Epigraph Vol. 22 Issue 4, Summer 2020

Can community-based interventions help to close the epilepsy treatment gap?

More than 50 million people around the world have epilepsy; about 80% of them live in lower- or middle-income countries, where treatment can be difficult or impossible to receive. The percentage of people with epilepsy who are not receiving treatment is known as the treatment gap; this gap can be above 90% in some countries.

Many factors contribute to the treatment gap, including medication access and affordability; primary-care physician education; stigma, which is often rooted in a lack of epilepsy awareness; and people’s understanding of the concept of chronic disease. In some areas of the world, people see epilepsy as a spiritual affliction, rather than a medical one. In addition, many are familiar only with acute conditions (such as infections) and not with the concept of chronic disease. These perceptions create barriers to medication adherence, even in places where medication is consistently available.

CIFE – ASHA training photo: Community interventions educate local health care workers (here, in India) and primary physicians about epilepsy.
Community interventions educate local health care workers (here, in India) and primary physicians about epilepsy.

.Most interventions to reduce the epilepsy treatment gap include some form of community education or awareness to help people understand that epilepsy is a medical condition. The interventions also attempt to teach that anti-seizure medication is not a cure and it must be taken every day, usually for the rest of someone’s life.

Nearly all community-based interventions involve primary care physicians as the focal point, as many lower- and middle-income countries have only a few (if any) neurologists, concentrated in the largest cities. Even in high-income countries, primary-care physicians are a crucial part of epilepsy treatment. In the United States, about 40% of people with epilepsy get most of their care from a primary-care physician. However, primary-care physicians receive minimal, if any, education about epilepsy; most medical schools devote less than an hour of time to the topic.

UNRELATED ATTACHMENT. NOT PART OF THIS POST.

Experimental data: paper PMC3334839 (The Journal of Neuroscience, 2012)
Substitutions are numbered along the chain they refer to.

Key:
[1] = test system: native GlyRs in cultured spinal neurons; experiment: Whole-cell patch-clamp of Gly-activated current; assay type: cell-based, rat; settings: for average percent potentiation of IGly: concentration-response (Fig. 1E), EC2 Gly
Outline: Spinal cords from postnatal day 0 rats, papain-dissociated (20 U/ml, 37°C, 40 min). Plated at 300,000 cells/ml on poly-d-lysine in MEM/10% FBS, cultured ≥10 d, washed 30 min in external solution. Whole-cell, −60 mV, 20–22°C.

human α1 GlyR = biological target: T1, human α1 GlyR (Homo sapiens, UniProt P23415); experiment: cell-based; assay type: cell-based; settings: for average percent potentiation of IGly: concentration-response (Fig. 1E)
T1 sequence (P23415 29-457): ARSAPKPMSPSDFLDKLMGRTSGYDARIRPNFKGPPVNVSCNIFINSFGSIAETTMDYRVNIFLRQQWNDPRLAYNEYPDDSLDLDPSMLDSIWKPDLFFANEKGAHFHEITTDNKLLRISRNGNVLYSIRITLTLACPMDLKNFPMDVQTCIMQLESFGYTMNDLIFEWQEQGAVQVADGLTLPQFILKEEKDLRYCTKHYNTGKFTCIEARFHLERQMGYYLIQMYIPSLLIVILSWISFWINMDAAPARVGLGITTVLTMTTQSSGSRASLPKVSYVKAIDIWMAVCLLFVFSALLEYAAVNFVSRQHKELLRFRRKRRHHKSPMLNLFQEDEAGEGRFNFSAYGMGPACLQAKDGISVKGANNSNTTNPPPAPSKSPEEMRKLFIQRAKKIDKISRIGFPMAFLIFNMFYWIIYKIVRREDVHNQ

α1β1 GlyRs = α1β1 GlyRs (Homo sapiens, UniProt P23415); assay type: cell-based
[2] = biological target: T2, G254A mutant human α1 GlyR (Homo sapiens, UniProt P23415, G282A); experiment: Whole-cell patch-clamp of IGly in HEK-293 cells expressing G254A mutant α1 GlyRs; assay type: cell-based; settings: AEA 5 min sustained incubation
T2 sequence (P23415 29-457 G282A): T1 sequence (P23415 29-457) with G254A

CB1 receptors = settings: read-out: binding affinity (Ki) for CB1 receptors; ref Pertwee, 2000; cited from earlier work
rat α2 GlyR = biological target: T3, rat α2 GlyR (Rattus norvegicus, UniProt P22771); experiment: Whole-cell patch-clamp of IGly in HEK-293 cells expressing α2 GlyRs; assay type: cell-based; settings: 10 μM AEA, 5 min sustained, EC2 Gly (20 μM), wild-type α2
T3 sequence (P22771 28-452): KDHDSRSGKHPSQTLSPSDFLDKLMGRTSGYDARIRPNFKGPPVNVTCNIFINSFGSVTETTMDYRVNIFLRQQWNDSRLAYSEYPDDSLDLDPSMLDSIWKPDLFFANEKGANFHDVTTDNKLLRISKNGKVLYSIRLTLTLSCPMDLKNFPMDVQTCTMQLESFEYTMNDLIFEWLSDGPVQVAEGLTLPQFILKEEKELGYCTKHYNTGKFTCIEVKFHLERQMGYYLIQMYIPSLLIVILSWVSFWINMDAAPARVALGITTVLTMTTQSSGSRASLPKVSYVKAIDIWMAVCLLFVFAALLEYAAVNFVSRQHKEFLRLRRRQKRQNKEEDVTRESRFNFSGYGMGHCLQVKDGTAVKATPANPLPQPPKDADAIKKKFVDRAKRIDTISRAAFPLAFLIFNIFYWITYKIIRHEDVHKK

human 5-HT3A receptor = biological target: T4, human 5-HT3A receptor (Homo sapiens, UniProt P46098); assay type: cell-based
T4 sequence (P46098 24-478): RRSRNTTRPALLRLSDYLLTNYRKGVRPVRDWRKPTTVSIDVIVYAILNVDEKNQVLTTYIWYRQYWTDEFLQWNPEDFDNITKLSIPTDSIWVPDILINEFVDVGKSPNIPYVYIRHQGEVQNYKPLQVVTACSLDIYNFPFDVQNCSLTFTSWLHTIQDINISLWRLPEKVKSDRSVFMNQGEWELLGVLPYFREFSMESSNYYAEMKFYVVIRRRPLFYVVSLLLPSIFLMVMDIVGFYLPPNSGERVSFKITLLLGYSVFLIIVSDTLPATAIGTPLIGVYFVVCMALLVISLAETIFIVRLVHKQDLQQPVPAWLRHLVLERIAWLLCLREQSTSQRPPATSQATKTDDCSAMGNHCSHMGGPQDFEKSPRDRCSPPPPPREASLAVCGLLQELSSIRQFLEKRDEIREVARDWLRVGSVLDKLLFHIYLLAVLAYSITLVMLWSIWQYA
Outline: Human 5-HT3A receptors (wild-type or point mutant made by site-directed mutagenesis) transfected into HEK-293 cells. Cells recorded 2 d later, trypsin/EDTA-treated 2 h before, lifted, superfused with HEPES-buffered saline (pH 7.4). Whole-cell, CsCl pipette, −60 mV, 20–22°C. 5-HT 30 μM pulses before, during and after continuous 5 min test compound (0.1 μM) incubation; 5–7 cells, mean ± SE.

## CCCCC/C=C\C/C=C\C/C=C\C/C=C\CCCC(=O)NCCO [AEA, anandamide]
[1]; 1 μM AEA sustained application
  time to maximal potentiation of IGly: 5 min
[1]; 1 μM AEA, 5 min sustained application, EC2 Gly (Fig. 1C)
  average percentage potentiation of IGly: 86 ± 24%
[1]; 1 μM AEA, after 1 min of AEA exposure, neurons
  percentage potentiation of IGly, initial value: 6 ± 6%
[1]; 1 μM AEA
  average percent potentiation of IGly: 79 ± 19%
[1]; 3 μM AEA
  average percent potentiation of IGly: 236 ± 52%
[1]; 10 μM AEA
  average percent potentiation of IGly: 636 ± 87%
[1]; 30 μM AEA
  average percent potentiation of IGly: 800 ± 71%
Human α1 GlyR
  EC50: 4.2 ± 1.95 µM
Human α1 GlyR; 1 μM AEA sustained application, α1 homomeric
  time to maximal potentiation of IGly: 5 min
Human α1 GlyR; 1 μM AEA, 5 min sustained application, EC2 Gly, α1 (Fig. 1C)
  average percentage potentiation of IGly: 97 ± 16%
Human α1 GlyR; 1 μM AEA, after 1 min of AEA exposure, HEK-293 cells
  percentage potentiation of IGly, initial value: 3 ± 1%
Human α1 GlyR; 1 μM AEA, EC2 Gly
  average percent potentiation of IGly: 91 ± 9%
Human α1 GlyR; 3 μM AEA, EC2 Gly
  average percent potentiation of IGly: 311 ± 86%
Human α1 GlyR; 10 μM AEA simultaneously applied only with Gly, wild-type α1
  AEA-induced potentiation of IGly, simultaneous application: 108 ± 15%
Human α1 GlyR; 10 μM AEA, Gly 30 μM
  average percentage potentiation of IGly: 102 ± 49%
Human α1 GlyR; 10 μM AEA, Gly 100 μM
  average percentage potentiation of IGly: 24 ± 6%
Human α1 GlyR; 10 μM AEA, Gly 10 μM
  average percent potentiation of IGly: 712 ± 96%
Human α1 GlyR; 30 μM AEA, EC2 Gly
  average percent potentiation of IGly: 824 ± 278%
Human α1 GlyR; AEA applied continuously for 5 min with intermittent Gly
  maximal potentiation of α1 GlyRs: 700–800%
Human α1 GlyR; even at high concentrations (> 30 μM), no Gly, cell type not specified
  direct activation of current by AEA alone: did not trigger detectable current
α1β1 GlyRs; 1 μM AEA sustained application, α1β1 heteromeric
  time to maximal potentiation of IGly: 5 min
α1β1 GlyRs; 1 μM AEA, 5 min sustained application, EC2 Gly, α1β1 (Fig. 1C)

Of course, physician education is not effective without a steady and affordable medication supply. Some interventions attempt to address this organically, while others provide no-cost medication as part of the project.

A recent meta-analysis of 24 community-based interventions offered a summary of their results, lessons learned, and recommendations for future endeavors.

While each intervention must be tailored to the region’s needs and culture, interventions can inform and improve one another through careful data collection, common data elements and expanding the outcomes they study, suggested review authors. Interventions are limited most obviously by funding, but also by human resources, corruption, war and unrest, and other local factors.

Medication provision

Most interventions used phenobarbital as an anti-seizure medication, though some included other medications (such as carbamazepine, valproate, and phenytoin).

Medication was provided cost-free in most settings. One to two years after cost-free provision, seizure freedom ranged between 25% and 73%. Attrition rates also ranged widely. No study reported on the impact of medication provision on quality of life or comorbidities.

Medication adherence

The review found that adherence reinforcement probably improves seizure control, but no evidence of an impact on certain adherence-based outcome measures (such as serum levels) was found.

Some examples:

  • In China, after six months of treatment with phenobarbital, people were randomized to usual care or an educational and behavioral intervention for medication adherence. Seizures remained unchanged in controls; 18% of the intervention group experienced at least a 50% reduction in seizures.
  • In Kenya, people attending a workshop on medication adherence did not have subsequently higher serum medication levels, compared with those who did not attend.
  • In Zimbabwe, providing individual education on adherence through written material in the local language was associated with a drop in no-show visits (22%), compared with a control group (56%).

Primary health care provider education